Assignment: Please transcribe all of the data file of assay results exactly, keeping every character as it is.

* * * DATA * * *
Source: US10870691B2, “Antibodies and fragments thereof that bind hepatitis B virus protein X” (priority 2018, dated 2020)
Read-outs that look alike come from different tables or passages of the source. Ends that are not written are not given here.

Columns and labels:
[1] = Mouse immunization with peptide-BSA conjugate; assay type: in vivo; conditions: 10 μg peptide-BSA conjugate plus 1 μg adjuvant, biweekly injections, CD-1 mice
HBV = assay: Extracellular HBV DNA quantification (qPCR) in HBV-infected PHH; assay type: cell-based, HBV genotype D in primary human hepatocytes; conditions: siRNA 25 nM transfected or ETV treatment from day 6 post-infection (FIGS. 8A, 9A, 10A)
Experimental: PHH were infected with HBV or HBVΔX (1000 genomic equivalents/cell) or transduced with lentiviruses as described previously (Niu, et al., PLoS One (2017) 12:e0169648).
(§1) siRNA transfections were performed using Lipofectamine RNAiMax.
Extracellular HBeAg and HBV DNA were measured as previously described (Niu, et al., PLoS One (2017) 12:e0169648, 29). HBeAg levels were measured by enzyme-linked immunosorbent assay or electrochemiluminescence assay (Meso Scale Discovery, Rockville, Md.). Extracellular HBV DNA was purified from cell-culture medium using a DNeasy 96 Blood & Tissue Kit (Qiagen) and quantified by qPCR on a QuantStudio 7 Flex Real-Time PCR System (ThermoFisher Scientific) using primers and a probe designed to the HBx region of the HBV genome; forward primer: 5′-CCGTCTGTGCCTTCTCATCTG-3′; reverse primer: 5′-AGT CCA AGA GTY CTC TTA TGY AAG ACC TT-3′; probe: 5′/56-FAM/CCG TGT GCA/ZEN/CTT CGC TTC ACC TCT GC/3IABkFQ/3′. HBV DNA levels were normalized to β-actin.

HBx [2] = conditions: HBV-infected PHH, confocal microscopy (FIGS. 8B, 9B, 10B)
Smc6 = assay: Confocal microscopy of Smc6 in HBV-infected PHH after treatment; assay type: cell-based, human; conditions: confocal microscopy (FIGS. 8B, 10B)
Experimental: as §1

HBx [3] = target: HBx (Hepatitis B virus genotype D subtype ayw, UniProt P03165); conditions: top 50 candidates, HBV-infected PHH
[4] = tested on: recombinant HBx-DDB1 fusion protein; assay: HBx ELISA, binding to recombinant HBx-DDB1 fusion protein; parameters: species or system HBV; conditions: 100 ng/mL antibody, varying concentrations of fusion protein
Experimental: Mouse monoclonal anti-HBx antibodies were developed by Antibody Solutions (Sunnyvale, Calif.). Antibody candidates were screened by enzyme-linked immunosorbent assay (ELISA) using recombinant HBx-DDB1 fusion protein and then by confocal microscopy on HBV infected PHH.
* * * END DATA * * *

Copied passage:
Source: US10870691B2, “Antibodies and fragments thereof that bind hepatitis B virus protein X” (priority 2018, dated 2020)
Read-outs that look alike come from different tables or passages of the source. Ends that are not written are not given here.

Columns and labels:
[1] = Mouse immunization with peptide-BSA conjugate; assay type: in vivo; conditions: 10 μg peptide-BSA conjugate plus 1 μg adjuvant, biweekly injections, CD-1 mice
HBV = assay: Extracellular HBV DNA quantification (qPCR) in HBV-infected PHH; assay type: cell-based, HBV genotype D in primary human hepatocytes; conditions: siRNA 25 nM transfected or ETV treatment from day 6 post-infection (FIGS. 8A, 9A, 10A)
Experimental: PHH were infected with HBV or HBVΔX (1000 genomic equivalents/cell) or transduced with lentiviruses as described previously (Niu, et al., PLoS One (2017) 12:e0169648).
(§1) siRNA transfections were performed using Lipofectamine RNAiMax.
Extracellular HBeAg and HBV DNA were measured as previously described (Niu, et al., PLoS One (2017) 12:e0169648, 29). HBeAg levels were measured by enzyme-linked immunosorbent assay or electrochemiluminescence assay (Meso Scale Discovery, Rockville, Md.). Extracellular HBV DNA was purified from cell-culture medium using a DNeasy 96 Blood & Tissue Kit (Qiagen) and quantified by qPCR on a QuantStudio 7 Flex Real-Time PCR System (ThermoFisher Scientific) using primers and a probe designed to the HBx region of the HBV genome; forward primer: 5′-CCGTCTGTGCCTTCTCATCTG-3′; reverse primer: 5′-AGT CCA AGA GTY CTC TTA TGY AAG ACC TT-3′; probe: 5′/56-FAM/CCG TGT GCA/ZEN/CTT CGC TTC ACC TCT GC/3IABkFQ/3′. HBV DNA levels were normalized to β-actin.

HBx [2] = conditions: HBV-infected PHH, confocal microscopy (FIGS. 8B, 9B, 10B)
Smc6 = assay: Confocal microscopy of Smc6 in HBV-infected PHH after treatment; assay type: cell-based, human; conditions: confocal microscopy (FIGS. 8B, 10B)
Experimental: as §1

HBx [3] = target: HBx (Hepatitis B virus genotype D subtype ayw, UniProt P03165); conditions: top 50 candidates, HBV-infected PHH
[4] = tested on: recombinant HBx-DDB1 fusion protein; assay: HBx ELISA, binding to recombinant HBx-DDB1 fusion protein; parameters: species or system HBV; conditions: 100 ng/mL antibody, varying concentrations of fusion protein
Experimental: Mouse monoclonal anti-HBx antibodies were developed by Antibody Solutions (Sunnyvale, Calif.). Antibody candidates were screened by enzyme-linked immunosorbent assay (ELISA) using recombinant HBx-DDB1 fusion protein and then by confocal microscopy on HBV infected PHH.